I wanted to join Rev. Lisa and Khadija's teaching moments and include some other arguments used to influence African Americans and prevent them from engaging in serious critique

Rev. Lisa:

...who deem them culturally "inferior" to American men based on their unabashed and narrow-minded positions about the role of women as breeders and homemakers...

I have spoken with many Africans who seem to be sooo deeply observant of pathologies in the black community when they arrive here but seem to have extensive amnesia about the savagery of the African people towards other African people and the level of subjugation of African people by other African people...not to mention the level of complicity that many African nations have with white supremacist nations to receive payoffs to exploit their own countrymen...

Khadija:

There are a lot of AAs who romanticize Africa & African cultures. We need to get over that and look at things with our eyes wide open. It's dangerous to be on Fantasy Island. No matter which particular fantasy is the subject matter. A good start for de-romanticizing Africa is for people to consider the facts that you pointed out.

My reply:

And another argument is that things were all better prior to slavery and colonization, and that traditional African culture was more protective...But as Rev. Lisa asks, that is a debatable question.

As for the contamination argument, it is as though the Africans have been helpless victims without moral agency, almost as though that has excused them/justified their behavior then and now...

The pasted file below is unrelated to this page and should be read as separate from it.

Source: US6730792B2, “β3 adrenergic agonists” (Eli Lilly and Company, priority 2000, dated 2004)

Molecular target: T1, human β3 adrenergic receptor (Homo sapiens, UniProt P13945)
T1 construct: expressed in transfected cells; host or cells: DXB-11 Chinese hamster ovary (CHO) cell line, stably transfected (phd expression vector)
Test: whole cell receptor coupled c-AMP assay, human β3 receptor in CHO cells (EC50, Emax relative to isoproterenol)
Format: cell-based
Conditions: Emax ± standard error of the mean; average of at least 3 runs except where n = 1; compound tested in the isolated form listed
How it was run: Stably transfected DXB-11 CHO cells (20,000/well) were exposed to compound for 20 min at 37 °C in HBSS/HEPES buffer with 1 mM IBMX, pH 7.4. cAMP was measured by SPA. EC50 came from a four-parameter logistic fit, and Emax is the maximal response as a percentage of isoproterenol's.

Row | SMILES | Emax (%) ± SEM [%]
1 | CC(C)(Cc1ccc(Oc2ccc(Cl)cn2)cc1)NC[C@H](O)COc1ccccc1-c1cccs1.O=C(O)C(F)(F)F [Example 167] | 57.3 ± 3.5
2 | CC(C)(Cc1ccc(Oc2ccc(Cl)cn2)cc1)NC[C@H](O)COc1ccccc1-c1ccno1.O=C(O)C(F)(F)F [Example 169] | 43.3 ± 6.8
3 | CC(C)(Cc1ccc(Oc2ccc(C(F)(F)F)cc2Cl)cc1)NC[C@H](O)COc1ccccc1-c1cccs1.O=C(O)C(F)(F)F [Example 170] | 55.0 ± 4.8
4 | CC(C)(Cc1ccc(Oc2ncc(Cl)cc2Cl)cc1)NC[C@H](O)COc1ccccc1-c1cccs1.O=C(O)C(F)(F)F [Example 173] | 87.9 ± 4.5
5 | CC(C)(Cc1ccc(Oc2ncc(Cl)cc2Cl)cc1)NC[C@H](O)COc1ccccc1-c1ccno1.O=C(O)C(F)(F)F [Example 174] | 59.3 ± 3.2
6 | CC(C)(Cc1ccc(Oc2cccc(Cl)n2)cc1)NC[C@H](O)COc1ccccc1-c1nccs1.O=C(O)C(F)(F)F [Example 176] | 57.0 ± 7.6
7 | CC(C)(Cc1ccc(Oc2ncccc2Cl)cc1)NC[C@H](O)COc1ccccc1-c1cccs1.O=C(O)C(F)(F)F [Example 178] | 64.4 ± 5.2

Miriam said...

Hi all,

Khadija, please correct me if I got it wrong but:

I was just wondering if one reason its important to focus on the principle and not the actual victim is because things always happen to expose racist or otherwise unjust behavior.

So, the unfortunate circumstance that happens and that places a victim at the hand of racist or unjust people is really an opportunity for those who are truthfully seeking justice to "catch them in the act" of improper behavior.

If we focus on the victim too much we are not really fulfilling the purpose of pure justice. We are more attempting to satisfy our indignation. In such a case, we are not much different than the unjust person or system- in that we are reacting to the presence, character and quality of the victim.

If we catch the unjust person or system and expose their ill behavior or their abuse of a principle, that is more inline with true justice.

Khadija said...

Hello there, Pioneer Valley Woman!

Thank you for adding to the teaching moment! Quite frankly, almost everytime I've heard a BM claim that something was part of our "ancestral" African heritage, it's been some mess like polygamy & wife beating.

It seems to me that Black men's romanticized "good old days" in Africa weren't good at all for Black women. Things don't sound so good for African women right now. In fact, things sound horrible. Which is something that I have heard very, very few Africans 'fess up to while AAs are openly discussing AA problems at some of these blogs.